In its own right, especially as a first novel by then 24-year-old MFA student David Foster Wallace, The Broom of the System is a clever and entertaining if quirky and meandering read. An arguably excessive (467-page) tale of an underachieving Cleveland telephone operator struggling to make sense of her 20-something life – populated with a cast of peculiar relatives, suitors, and friends – Broom neither disappointed nor swept me away (pun intended).
Now, full disclosure: I set the bar fairly high here for Mr. Wallace, who committed suicide at 46 after being hailed by many as the latest great American novelist. I will admit to having surrendered in some agony less than halfway through his so-called masterpiece, Infinite Jest, when I realized, as with so much modern art, the “jest” was on me for having spent irretrievable time and money on this obscenely excessive, madly footnoted (1,087-page) literary bewilderment.
Nor am I alone in this assessment. Dave Eggers, Wallace’s friend and fellow Wonder Boy, had this to say about Jest: “Besides frequently losing itself in superfluous and wildly tangential flights of lexical diarrhea, the book suffers under the sheer burden of its incredible length.”
After Jest, I was ready to give up on Wallace altogether, until I watched “The End of the Tour.” This highly engaging 2015 film about a Rolling Stones reporter (played by Jesse Eisenberg) who interviews the celebrity writer (played by Jason Segal) for several days during a book tour following the publication of Jest made me wonder if I had jumped off the DFW appreciation bus too early.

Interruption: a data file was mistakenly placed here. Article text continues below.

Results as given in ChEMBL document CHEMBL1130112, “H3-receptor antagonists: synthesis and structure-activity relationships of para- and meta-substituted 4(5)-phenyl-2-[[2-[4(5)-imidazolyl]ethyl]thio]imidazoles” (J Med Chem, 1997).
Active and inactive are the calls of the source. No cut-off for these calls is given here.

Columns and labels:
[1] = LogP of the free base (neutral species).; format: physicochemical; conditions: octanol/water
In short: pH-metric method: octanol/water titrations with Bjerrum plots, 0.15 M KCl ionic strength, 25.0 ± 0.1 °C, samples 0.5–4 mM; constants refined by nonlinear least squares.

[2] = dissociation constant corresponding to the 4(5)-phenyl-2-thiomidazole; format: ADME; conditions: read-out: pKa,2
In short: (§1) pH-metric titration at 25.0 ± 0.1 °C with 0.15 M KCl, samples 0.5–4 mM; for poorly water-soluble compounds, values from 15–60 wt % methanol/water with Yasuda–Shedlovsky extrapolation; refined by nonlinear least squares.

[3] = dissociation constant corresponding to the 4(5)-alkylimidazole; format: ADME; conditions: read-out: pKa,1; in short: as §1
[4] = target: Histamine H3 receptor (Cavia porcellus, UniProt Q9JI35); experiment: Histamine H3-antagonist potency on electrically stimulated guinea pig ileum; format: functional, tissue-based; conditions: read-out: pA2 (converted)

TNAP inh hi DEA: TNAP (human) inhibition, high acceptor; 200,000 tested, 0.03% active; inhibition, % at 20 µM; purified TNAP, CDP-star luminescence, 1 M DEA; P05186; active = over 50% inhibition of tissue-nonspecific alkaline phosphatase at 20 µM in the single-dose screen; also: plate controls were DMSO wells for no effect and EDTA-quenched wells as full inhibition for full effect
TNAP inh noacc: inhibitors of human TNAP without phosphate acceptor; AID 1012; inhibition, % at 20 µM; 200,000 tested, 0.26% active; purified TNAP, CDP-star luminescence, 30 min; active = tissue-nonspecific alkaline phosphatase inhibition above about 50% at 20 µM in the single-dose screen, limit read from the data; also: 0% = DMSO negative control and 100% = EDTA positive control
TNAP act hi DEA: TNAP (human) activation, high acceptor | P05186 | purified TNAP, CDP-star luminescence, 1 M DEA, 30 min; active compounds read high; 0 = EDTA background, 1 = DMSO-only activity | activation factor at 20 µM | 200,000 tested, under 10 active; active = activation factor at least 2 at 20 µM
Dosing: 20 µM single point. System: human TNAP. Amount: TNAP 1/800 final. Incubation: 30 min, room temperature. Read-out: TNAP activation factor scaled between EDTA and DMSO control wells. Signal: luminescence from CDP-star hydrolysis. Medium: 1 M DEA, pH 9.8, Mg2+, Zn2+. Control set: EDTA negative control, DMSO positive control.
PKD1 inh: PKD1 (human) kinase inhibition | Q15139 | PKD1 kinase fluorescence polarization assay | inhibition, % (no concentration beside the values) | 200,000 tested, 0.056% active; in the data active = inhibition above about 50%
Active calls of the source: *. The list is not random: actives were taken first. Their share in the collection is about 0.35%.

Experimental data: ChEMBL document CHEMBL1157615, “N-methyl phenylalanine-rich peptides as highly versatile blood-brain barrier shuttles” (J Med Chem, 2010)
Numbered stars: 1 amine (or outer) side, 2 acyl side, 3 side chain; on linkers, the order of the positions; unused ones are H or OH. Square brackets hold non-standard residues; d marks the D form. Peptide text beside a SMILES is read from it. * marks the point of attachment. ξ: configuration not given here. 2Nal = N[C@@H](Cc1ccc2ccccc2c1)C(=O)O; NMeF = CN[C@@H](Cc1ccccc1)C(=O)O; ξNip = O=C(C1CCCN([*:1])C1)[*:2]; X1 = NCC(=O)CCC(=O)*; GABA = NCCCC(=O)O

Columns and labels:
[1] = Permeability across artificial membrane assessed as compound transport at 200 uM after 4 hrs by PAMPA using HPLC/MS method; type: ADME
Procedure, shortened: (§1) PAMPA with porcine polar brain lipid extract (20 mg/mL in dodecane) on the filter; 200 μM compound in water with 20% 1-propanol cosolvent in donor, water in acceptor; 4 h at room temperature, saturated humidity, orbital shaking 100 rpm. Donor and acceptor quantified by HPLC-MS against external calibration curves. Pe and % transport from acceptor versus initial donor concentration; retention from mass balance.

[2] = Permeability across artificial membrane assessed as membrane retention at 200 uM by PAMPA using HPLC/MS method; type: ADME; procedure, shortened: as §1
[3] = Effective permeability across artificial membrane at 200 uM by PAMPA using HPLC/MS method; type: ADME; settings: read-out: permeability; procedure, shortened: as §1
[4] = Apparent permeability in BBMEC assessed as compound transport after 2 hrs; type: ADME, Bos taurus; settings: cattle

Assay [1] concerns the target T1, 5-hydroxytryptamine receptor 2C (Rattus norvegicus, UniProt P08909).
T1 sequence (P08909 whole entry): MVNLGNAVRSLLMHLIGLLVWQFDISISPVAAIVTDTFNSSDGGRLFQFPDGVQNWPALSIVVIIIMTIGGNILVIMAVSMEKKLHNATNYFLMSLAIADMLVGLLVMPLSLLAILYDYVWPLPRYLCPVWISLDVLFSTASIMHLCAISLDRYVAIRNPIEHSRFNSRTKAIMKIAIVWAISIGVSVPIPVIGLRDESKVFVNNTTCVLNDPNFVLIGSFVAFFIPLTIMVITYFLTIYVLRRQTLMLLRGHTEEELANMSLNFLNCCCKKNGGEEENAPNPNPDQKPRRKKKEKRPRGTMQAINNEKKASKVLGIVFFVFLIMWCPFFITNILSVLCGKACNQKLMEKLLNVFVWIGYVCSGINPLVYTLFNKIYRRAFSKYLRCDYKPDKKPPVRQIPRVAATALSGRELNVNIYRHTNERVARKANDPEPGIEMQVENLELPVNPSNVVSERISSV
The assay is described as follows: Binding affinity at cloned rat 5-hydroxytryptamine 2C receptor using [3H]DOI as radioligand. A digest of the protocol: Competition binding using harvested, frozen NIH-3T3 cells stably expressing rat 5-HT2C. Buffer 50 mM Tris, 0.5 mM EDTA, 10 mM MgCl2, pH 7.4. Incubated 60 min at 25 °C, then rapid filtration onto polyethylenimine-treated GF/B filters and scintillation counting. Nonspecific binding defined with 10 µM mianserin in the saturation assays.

So, I decided to go back to the beginning and give Wallace a second chance. While Broom, unlike Jest, does have a recognizable plot and thankfully no footnotes, plus it is original and very funny at times, I was distracted by its numerous sub-plots, oddly drawn and named characters, and Wallace’s need to impress us with his ample creative abilities.
One such ploy I found particularly annoying was his abundant use of the ellipsis between dialogue exchanges, as if to suggest one speaker has paused and is presumably giving the other speaker a thoughtful or curious expression. Cute at first, but alright, we get it.
Or is it?
I’ll let you make up your own mind and curious expression. My advice: definitely rent “The End of the Tour,” consider reading Broom, and should you find yourself helplessly snowbound in a remote log cabin with absolutely nothing to do, or happen to be one of those people who appreciates a large white canvas with a blue dot in the middle, Infinite Jest may be for you.
As for me, David Foster Wallace is unlikely to get a third shot.
Fine observations articulated with literary acumen and cogency. “The End of the Tour,” in my mind, is the beginning of the tour in getting to know basic aspects about David Wallace, before delving deeper into his literary art. Knowing and hearing his actual sounding voice and cadence is helpful when reading the printed words.
There is no better introduction to him that I know of than the moving picture production mentioned above. His book Infinite Jest is titled from a line in Shakespeare for a reason and I think you, Mr. Wolcott, have nailed Wallace’s difficulty or the ‘demand that he places on the reader’ when you relate the required strain to absorb his massively jestful work in toto.
It’s a lot of marijuana combusted to reach his elevation and perspective, I think, and as a partaker himself, Shakespeare might not have been able to hang long enough with Wallace himself due to the potency of the strains today. That is to say, David Wallace is best read in the state in which he wrote.
Fortunately not enough snow here in Seattle to justify time with Wallace. I thoroughly enjoyed your review; it reads like an entry from the New York Times or The New Yorker.
Keep up the good work. You have created a blog that’s always informative and fun to read.